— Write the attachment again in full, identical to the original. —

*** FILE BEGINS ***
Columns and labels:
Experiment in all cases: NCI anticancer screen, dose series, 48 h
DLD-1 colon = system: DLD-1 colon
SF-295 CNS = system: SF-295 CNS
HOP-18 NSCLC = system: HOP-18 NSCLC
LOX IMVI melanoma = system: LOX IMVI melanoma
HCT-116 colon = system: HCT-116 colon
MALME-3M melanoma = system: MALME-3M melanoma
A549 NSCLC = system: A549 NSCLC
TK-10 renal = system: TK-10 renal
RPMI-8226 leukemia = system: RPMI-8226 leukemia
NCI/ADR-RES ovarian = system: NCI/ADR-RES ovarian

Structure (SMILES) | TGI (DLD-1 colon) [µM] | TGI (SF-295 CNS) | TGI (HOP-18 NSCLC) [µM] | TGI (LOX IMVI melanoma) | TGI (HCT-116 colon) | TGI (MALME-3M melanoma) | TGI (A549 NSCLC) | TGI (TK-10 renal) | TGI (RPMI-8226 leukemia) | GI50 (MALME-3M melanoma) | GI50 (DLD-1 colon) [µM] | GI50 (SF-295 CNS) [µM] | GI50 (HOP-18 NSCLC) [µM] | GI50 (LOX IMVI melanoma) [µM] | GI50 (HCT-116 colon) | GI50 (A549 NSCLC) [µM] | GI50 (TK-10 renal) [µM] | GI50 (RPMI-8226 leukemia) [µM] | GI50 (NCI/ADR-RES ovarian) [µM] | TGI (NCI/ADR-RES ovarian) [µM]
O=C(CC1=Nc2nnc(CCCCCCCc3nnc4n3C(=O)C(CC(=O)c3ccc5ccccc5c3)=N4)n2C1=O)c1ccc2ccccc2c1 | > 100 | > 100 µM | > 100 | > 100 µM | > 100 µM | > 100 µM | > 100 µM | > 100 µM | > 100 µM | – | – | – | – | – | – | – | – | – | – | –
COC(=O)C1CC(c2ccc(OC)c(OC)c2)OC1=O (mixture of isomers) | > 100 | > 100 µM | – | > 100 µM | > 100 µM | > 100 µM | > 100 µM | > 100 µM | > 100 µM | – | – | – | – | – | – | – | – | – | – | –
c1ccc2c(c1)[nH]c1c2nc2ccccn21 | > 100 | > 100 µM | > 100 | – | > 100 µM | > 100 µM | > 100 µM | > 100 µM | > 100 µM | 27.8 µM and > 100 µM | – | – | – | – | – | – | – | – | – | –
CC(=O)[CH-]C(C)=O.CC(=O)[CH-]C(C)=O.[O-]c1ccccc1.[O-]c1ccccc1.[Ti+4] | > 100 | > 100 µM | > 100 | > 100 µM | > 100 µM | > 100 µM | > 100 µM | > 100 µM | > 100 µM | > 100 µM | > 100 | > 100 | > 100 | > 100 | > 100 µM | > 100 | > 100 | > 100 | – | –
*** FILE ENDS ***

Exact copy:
Columns and labels:
Experiment in all cases: NCI anticancer screen, dose series, 48 h
DLD-1 colon = system: DLD-1 colon
SF-295 CNS = system: SF-295 CNS
HOP-18 NSCLC = system: HOP-18 NSCLC
LOX IMVI melanoma = system: LOX IMVI melanoma
HCT-116 colon = system: HCT-116 colon
MALME-3M melanoma = system: MALME-3M melanoma
A549 NSCLC = system: A549 NSCLC
TK-10 renal = system: TK-10 renal
RPMI-8226 leukemia = system: RPMI-8226 leukemia
NCI/ADR-RES ovarian = system: NCI/ADR-RES ovarian

Structure (SMILES) | TGI (DLD-1 colon) [µM] | TGI (SF-295 CNS) | TGI (HOP-18 NSCLC) [µM] | TGI (LOX IMVI melanoma) | TGI (HCT-116 colon) | TGI (MALME-3M melanoma) | TGI (A549 NSCLC) | TGI (TK-10 renal) | TGI (RPMI-8226 leukemia) | GI50 (MALME-3M melanoma) | GI50 (DLD-1 colon) [µM] | GI50 (SF-295 CNS) [µM] | GI50 (HOP-18 NSCLC) [µM] | GI50 (LOX IMVI melanoma) [µM] | GI50 (HCT-116 colon) | GI50 (A549 NSCLC) [µM] | GI50 (TK-10 renal) [µM] | GI50 (RPMI-8226 leukemia) [µM] | GI50 (NCI/ADR-RES ovarian) [µM] | TGI (NCI/ADR-RES ovarian) [µM]
O=C(CC1=Nc2nnc(CCCCCCCc3nnc4n3C(=O)C(CC(=O)c3ccc5ccccc5c3)=N4)n2C1=O)c1ccc2ccccc2c1 | > 100 | > 100 µM | > 100 | > 100 µM | > 100 µM | > 100 µM | > 100 µM | > 100 µM | > 100 µM | – | – | – | – | – | – | – | – | – | – | –
COC(=O)C1CC(c2ccc(OC)c(OC)c2)OC1=O (mixture of isomers) | > 100 | > 100 µM | – | > 100 µM | > 100 µM | > 100 µM | > 100 µM | > 100 µM | > 100 µM | – | – | – | – | – | – | – | – | – | – | –
c1ccc2c(c1)[nH]c1c2nc2ccccn21 | > 100 | > 100 µM | > 100 | – | > 100 µM | > 100 µM | > 100 µM | > 100 µM | > 100 µM | 27.8 µM and > 100 µM | – | – | – | – | – | – | – | – | – | –
CC(=O)[CH-]C(C)=O.CC(=O)[CH-]C(C)=O.[O-]c1ccccc1.[O-]c1ccccc1.[Ti+4] | > 100 | > 100 µM | > 100 | > 100 µM | > 100 µM | > 100 µM | > 100 µM | > 100 µM | > 100 µM | > 100 µM | > 100 | > 100 | > 100 | > 100 | > 100 µM | > 100 | > 100 | > 100 | – | –